But we find in our research that human rights campaigns can actually make child marriage worse. These efforts can backfire, causing decreased support for banning child marriage.
How we did our research
We conducted a survey experiment in Malawi in 2016 with a team of researchers at the Program on Governance and Local Development (GLD). Part of the larger Local Governance Performance Index (LGPI), the study included 1,381 Malawians who were randomly assigned to one of five groups. Each of the first four groups heard a different statement against child marriage. The fifth group heard no such message.
Each of the four messages had a different messenger advocating against child marriage:
- A male traditional authority, also sometimes referred to as a chief.
- A female traditional authority. In Malawi, 10 percent of traditional leaders are women. Female traditional authorities exist where matrilineality is practiced, a custom in which property and inheritance pass through the mother’s line; in patrilineal societies, in contrast, property and inheritance pass through the father’s family. Other African and Asian ethnic groups practice matrilineality as well.
- A male member of parliament (MP).
- A female MP.
Here’s an example of the statement and subsequent question participants in the Malawi study heard: “A female traditional authority is supporting the new law that sets the minimum age of marriage at 18. What do you think of the law? Do you strongly support it, support it, not support it or strongly not support it?”
The messenger mattered, in this study
In a recently published article, we found most Malawians (76 percent) strongly supported a law restricting marriage for individuals under 18 years of age, while 10 percent supported the concept. Only 15 percent did not support it. Support for the law was not significantly higher among women than men — but was higher in matrilineal areas and among those who support gender equality.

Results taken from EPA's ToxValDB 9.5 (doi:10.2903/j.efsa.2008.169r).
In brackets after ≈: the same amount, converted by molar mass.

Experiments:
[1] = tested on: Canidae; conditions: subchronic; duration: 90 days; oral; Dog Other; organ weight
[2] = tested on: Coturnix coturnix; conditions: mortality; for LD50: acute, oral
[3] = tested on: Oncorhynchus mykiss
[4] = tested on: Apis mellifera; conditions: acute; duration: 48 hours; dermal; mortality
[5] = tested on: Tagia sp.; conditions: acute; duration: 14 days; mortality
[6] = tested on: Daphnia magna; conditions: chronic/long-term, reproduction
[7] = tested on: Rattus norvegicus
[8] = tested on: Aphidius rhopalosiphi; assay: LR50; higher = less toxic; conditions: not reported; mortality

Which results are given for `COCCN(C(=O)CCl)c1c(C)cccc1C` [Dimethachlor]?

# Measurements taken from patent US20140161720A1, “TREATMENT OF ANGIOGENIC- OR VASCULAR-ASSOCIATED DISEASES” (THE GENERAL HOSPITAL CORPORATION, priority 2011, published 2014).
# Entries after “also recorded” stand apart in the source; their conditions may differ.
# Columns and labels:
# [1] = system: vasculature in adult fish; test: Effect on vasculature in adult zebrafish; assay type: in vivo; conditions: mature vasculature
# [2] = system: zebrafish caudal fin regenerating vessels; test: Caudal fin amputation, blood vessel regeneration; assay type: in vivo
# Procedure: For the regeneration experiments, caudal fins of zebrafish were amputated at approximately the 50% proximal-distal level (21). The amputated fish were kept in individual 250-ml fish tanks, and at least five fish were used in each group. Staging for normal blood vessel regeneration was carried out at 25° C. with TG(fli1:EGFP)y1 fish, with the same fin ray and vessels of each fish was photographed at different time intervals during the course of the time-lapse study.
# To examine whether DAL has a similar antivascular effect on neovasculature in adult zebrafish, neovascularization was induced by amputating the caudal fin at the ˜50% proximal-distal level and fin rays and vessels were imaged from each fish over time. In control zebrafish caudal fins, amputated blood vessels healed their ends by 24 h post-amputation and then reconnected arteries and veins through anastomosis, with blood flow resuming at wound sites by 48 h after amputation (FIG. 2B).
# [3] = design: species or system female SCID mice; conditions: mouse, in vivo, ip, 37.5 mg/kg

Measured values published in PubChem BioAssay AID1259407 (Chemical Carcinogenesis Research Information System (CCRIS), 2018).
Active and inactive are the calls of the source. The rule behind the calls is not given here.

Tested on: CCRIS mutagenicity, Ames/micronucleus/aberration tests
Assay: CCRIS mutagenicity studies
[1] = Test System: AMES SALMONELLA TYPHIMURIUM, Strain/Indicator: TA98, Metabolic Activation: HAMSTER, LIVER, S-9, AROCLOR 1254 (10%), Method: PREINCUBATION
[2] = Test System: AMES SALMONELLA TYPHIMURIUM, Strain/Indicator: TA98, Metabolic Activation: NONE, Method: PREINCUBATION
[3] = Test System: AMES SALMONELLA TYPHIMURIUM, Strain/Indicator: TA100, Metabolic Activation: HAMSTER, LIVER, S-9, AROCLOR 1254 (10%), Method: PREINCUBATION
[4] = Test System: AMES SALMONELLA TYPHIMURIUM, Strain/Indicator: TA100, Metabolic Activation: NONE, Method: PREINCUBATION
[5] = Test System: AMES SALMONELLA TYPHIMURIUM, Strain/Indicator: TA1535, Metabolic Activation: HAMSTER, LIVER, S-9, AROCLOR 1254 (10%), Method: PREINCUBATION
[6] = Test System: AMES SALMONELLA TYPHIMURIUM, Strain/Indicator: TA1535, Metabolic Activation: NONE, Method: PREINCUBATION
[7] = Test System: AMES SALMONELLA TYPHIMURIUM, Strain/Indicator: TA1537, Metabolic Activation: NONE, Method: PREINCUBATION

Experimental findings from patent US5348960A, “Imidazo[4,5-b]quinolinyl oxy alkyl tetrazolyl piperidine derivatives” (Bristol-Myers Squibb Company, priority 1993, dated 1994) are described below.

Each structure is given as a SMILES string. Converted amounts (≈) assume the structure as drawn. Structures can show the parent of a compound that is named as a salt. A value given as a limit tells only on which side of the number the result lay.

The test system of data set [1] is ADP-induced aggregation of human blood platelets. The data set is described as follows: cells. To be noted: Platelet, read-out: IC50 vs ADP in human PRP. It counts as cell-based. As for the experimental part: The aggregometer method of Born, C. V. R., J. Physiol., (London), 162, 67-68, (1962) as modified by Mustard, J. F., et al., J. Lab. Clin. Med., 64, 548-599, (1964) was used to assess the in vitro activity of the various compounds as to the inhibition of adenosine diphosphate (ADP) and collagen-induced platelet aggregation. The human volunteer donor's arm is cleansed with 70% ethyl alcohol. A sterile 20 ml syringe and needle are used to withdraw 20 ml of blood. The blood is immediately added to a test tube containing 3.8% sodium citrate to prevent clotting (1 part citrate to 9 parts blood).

Our survey experiment allowed us to see whether certain messengers were more effective at promoting campaigns to end child marriage. We found that messages from a female traditional authority were the most effective overall. Support for the reform was slightly higher when endorsed by one of the female messengers than by either of the male messengers: 75 percent strongly supported the reform when advocated by a female MP, while 78 percent strongly supported the reform when advocated by a female traditional authority. If the advocate was male, only 74 percent (male MP) and 72 percent (male traditional authority), respectively, strongly supported the reform.
But, the female traditional authority endorsement was no more effective than having no endorsement at all — the control group. We found 80 percent supported the law when there was no endorsement. When the message came from a male authority figure — either a male traditional authority or MP — there was a backfire effect relative to the control. Female MPs also produced a backfire effect relative to the control.
Why are women chiefs most effective in advocating against child marriage?
We believe that Malawians’ high trust in traditional authorities — coupled with their perceptions that women are competent on gender-based issues — make female traditional authorities the most effective endorsers. According to a 2014 Afrobarometer survey, Malawians are more likely to approve of the performance of traditional authorities than MPs.